Southwest, to Bundesverfassungsgericht (Federal Constitutional Court) at centre-right, just beyond the palace (HL).

City view, Schlossturm, Schloss Karlsruhe, Karlsruhe, Baden-Wuerttemberg, Germany, fotoeins.com

Northwest, towards Majolika Manufaktur Karlsruhe at upper right (HL).

City view, Schlossturm, Schloss Karlsruhe, Karlsruhe, Baden-Wuerttemberg, Germany, fotoeins.com

North-northeast to Schlossgartensee (palace garden lake) at centre-left and Wildparkstadion (stadium) at right (HL).

City view, Schlossturm, Schloss Karlsruhe, Karlsruhe, Baden-Wuerttemberg, Germany, fotoeins.com

Northeast: Wildstadion at left, Grossherzogliche Grabkapelle at centre in the distance (HL).

City view, Schlossturm, Schloss Karlsruhe, Karlsruhe, Baden-Wuerttemberg, Germany, fotoeins.com

Facing east; Grossherzogliche Grabkapelle at far left in the distance, Kirche St. Bernhard at right to the southeast (HL).

City view, Schlossturm, Schloss Karlsruhe, Karlsruhe, Baden-Wuerttemberg, Germany, fotoeins.com

Facing southeast; Kirche St. Bernhard at left, and beyond Schlossplatz at centre is Karlsruhe Institute of Technology (KIT) Campus Süd (HL)

City view, Schlossturm, Schloss Karlsruhe, Karlsruhe, Baden-Wuerttemberg, Germany, fotoeins.com

Return to the south-facing view of Schlossplatz, or palace square (HL).

Schloss Karlsruhe, Badisches Landesmuseum, Karlsruhe, Baden-Württemberg, Germany, fotoeins.com

Down the palace tower (HL).


cmply/2 promo disclosure-badge verticalThanks to Karlsruhe Tourismus and Hotel Rio Karlsruhe for a warm welcome and access to venues and services. Old city maps are from Stadt Karlsruhe’s archives. I made the remaining photographs on 17 November 2015. This post appears on Fotoeins Fotopress at fotoeins.com as http://wp.me/p1BIdT-8Cv.

Notes

1 A “margrave” was a hereditary title for a prince in the Holy Roman Empire; their territory was called a “margraviate” (Markgrafschaft). Margraviate Baden-Durlach and neighbouring Margraviate Baden-Baden reunited in 1771 to form the Margraviate of Baden. After dissolution of the Holy Roman Empire in 1806, the Grand Duchy of Baden was created as a member state within Napoleon’s Confederation of the Rhine.

2 “Notes of a Tour through Holland and the Rhine Valley, 3 March–23 April 1788,” Founders Online, National Archives, http://founders.archives.gov/documents/Jefferson/01-13-02-0003. [Original source: The Papers of Thomas Jefferson, vol. 13, March–7 October 1788, ed. Julian P. Boyd. Princeton: Princeton University Press, 1956, pp. 8–36.]

3 “XII. Thomas Jefferson to Pierre Charles L’Enfant, 10 April 1791,” Founders Online, National Archives, http://founders.archives.gov/documents/Jefferson/01-20-02-0001-0015. [Original source: The Papers of Thomas Jefferson, vol. 20, 1 April–4 August 1791, ed. Julian P. Boyd. Princeton: Princeton University Press, 1982, pp. 86–87.]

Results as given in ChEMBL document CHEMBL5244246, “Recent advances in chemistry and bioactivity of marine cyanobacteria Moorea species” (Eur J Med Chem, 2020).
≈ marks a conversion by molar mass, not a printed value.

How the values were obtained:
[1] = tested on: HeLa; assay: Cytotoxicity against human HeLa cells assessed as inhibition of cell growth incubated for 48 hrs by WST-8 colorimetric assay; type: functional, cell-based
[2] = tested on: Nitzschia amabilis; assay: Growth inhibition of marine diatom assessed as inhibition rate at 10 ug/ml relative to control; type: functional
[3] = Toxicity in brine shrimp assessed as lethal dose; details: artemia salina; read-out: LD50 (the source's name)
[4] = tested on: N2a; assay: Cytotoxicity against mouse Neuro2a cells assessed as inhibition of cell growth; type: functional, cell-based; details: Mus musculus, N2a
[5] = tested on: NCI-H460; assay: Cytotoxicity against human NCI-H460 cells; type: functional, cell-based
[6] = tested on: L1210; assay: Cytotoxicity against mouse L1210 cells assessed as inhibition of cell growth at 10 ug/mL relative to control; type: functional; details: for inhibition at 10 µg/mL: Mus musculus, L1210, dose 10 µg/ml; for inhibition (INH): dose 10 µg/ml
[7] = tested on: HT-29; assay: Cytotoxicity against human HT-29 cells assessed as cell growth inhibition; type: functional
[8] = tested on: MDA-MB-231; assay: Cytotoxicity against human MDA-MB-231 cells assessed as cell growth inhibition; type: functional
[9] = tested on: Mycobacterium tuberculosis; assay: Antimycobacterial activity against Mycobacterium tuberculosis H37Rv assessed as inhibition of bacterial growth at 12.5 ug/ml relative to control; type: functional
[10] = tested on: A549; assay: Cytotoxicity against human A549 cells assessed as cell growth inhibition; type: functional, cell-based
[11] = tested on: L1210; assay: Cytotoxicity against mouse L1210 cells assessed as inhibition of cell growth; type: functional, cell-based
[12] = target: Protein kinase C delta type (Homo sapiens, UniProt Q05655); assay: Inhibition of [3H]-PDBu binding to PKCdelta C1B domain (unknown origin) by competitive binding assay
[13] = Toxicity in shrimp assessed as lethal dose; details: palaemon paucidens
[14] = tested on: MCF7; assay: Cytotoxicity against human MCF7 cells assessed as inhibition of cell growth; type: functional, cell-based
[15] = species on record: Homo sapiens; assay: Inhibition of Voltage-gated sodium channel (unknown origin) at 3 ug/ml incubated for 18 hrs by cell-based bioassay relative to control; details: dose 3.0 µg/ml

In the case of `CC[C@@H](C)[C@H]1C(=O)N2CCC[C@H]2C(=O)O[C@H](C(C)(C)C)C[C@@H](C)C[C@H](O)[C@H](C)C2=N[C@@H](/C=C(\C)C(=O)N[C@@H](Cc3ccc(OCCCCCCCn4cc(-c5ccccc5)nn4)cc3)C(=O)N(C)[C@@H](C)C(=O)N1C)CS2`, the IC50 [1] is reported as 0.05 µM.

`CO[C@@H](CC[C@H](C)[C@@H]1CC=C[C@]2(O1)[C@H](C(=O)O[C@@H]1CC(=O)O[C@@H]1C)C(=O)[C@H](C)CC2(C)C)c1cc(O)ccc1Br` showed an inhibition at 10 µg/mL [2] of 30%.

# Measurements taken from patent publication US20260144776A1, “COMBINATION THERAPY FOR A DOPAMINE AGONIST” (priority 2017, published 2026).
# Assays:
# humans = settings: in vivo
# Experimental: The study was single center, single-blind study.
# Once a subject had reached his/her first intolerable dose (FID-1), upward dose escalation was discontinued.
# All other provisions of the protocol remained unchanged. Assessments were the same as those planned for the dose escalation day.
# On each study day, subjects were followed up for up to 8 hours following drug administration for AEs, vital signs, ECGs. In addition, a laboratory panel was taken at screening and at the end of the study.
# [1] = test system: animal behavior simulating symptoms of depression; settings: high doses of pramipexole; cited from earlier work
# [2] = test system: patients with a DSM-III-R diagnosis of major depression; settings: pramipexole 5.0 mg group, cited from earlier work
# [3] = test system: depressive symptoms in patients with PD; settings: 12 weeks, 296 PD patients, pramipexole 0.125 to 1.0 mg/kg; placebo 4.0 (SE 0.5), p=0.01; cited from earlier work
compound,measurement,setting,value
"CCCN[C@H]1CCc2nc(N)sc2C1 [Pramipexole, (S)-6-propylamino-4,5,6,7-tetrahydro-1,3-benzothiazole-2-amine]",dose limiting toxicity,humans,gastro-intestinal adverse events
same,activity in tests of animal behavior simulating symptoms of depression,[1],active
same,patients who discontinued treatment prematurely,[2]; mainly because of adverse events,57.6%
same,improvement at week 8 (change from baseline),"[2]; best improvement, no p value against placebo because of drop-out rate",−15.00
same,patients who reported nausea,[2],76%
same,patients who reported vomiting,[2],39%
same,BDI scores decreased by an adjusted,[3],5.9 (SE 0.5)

4 More about Pierre Charles L’Enfant appears at the US Library of Congress.

5 Wulf Rüskamp wrote this article for the Badische Zeitung (in German).

Globale, ZKM Globale, Global Control and Censorship, Zentrum fuer Kunst und Medientechnologie, ZKM, Centre for Art and Media, Karlsruhe, Baden-Wuerttemberg, Germany, fotoeins.com

ZKM Karlsruhe: GLOBALE, Drawings by Dan Perjovschi

What is the cost of being online? What is the price an individual is willing to relinquish to be “public”? What is the public-private threshold beyond which neither individual or society finds acceptable? Is it 0.01% (1-in-10000)? 0.1% (1-in-1000)? Is there in fact any threshold for unmonitored unchecked blanket measures of security?

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Love locks, Alte Bruecke, Old Bridge, Heidelberg, Germany, fotoeins.com

Fotoeins Friday: love locks on Heidelberg’s Old Bridge

There’s a well-used saying: “home is where the heart is.” Judging by what appears above, perhaps the saying should be modified to “the heart is where my home is.”

I’ve returned briefly to my former hometown of Heidelberg in time for the opening of the Christmas markets. I’m encountering a bright fall day and the sun shines brightly on the Alte Brücke (Old Bridge), the Neckar river, and the mottled colours of fall’s leaves on the flanking hills. Some have begun attaching love locks on various places along the bridge. Regardless of opinion for or against, these locks provide splashes of colour in near-focus, contrasting with blur of colours in the background.

I made the photo above on 25 November 2014 with the Canon 6D camera, EF 24-105 zoom-lens, and the following settings: 1/2000s, f/4, ISO400, and 24mm focal length. This post appears on Fotoeins Fotopress at fotoeins.com at http://wp.me/p1BIdT-6vx. Access to public transport was kindly provided by Heidelberg Marketing and the RNV (Rhein-Neckar-Verkehr) regional transport authority.

Cafe Burkardt, Heidelberger Altstadt, Germany, fotoeins.com

My Heidelberg: Cafe Burkardt in the Old Town

I’m often “home” in Heidelberg to visit friends who are in the city to work for the university or one of the many institutes in town. An important component for any visit to Heidelberg is Untere Strasse in the Altstadt (Lower Street in the Old Town). The narrow cobblestone street includes cafes, pubs, and shops with a neighbourhood feel attracting not only university students for “pub crawls” but also city residents for their favourite hangout spots.